Genius Cauliflower Soup

Our family has been on a quest to include more vegetables and whole grains in our diet. As we’ve gone down this path, I’ve realized that it helps to mix it up and go beyond our standby salads and steamed/stir fried vegetables. So we often have a simple pureed soup as a starter or side to our meal. What’s nice is that you can make a soup like this over the weekend or on an evening when you have a bit more time and you’ve got a readymade vegetable course for a busy night. Smooth, pureed soups are also baby-friendly which is another bonus.

Genius Cauliflower Soup

One of the pureed soups I make most often is this ingeniously simple cauliflower soup from one of my absolute favorite cookbooks “Cooking By Hand” by Paul Bertoli. Cauliflower is one of those things I’ve noticed a lot of people actively dislike, but stay with me here…. even if you’re not a fan, try this one! It might just change your mind. In the preface to this recipe, Paul Bertoli himself admits to not liking cauliflower, but enjoys this soup because it brings out the vegetable’s finest qualities. I agree. When prepared this way, cauliflower has an incredibly silky, velvety texture. You would swear that this soup was cream-based.

With only 2 ingredients (cauliflower and onion), it couldn’t be easier to make and or more versatile. It’s perfection as is, but you can also dress it up with condiments (crispy shallots, garlicky croutons, herbs, a drizzle of your finest olive oil, a pinch of spices), or use it as a sauce for a crispy fish or chicken fillet, even add it to other sauces where you want a little creaminess (mac and cheese). It’s a great dunk for a sandwich or a piece of garlic bread. So grab a head of cauliflower and an onion and give it a go!

Cauliflower Soup

(from “Cooking By Hand” by Paul Bertoli)

Ingredients: 1 Head of Cauliflower, 1 Onion, Water, Salt & Pepper

  1. Wash and trim one head of cauliflower and set aside.
  2. Saute one medium onion in a little olive oil in a large pot until translucent (about 5 minutes).
  3. Add the cauliflower to the pot along with 1/2 cup water. Cover tightly and let braise for 30 minutes (cauliflower should be tender by this point).
  4. Uncover the pot and add 4 1/2 cups water and simmer uncovered for another 20 minutes. Let cool.
  5. When cool enough, puree in blender. Beware of hot foods in a blender — they can explode on you!
  6. When ready to serve, warm through and season with salt and pepper. Serve with a drizzle of good quality olive oil.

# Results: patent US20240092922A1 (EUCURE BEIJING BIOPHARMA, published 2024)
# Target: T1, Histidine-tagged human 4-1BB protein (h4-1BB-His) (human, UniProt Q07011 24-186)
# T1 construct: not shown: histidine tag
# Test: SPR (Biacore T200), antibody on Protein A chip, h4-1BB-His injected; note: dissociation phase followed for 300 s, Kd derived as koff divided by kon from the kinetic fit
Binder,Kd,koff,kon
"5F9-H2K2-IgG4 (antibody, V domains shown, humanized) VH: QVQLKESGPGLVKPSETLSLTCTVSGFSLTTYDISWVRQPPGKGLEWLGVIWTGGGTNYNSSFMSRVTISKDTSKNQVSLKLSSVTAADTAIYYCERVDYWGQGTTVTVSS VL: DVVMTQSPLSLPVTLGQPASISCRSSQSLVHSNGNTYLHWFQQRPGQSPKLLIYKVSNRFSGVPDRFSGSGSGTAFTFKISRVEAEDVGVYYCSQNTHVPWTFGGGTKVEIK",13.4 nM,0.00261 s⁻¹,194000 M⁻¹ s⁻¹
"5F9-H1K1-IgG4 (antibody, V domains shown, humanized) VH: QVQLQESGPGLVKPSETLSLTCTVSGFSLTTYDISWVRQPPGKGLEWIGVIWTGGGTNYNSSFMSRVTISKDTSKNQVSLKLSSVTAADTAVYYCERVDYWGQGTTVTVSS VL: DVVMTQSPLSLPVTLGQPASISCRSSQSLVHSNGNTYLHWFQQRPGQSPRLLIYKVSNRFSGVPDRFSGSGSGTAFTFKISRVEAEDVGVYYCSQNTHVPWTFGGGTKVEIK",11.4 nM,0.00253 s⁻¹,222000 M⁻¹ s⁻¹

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20 thoughts on “Genius Cauliflower Soup

  1. I love cauliflower soup! The version I’ve favored in my kitchen the past few winters add a couple of potatoes for thickening and also curry powder for flavor. Otherwise, it is as simple and delicious as the recipe above. YUM! And it tastes great hot or cold.

    • Lena – Yes, I know Simran wouldn’t be able to resist spicing hers up. There’s something about the simplicity of the basic version that really appeals to me, but curry would be a nice addition. I also have a fennel spice mix which is quite tasty sprinkled on top. So many options!

  2. Thanks little Yumminess! was thinking of trying some new soup….so excited to get it at the right time! sure looks good!!!
    can’t wait to try!

    • I hear you! I know when I was participating in a CSA I’d get veggies I wasn’t crazy about not crazy about and they’d just kind of sit there… sometimes you just need to find a preparation that works for you. I think cauliflower can be grainy when cooked other ways, but it’s so velvety when you make it this way. This recipe transformed me from “lukewarm” to a legitimate fan.

      • How funny that you mention CSA, because that is where the cauliflower came from! I really like the soup. I did use chicken broth instead of plain water and that gave it good flavor. I still like roasted cauliflower the best though.

  3. Let me know how you like it everyone! I’m always amazed at how cauliflower is transformed when you cook it this way… and if you haven’t checked out this cookbook, pick it up next time you see it at the library or the bookstore, it’s awesome.

    • Funny how people love it or hate it when it comes to cauliflower. It seems to conjure up some strong opinions. Definitely check out Paul Bertoli — the book is interesting it’s more like philosophical writing about food with recipes interspersed. A whole chapter on balsamic vinegar and another called “12 Ways of Looking at Tomatoes”, and even a chapter on using dessert as a starting point for thinking about a whole meal (gotta love that). I think you’ll love it.

  4. You know how much I trust you! I don’t simple “actively dislike” cauliflowers I really hate them but I am ready to give this soup a try. I’ll let you know how it goes.

    • Good luck. My best friend really really really hates cauliflower — As an experiment, I’m going to see if I can get her to try this, too (she gets it in her CSA box and thinks, UGH!). I’m not sure whether people who dislike cauliflower object more to the flavor or the graininess. If the flavor bit is still an obstacle, you could probably try mixing this with another pureed soup you like.

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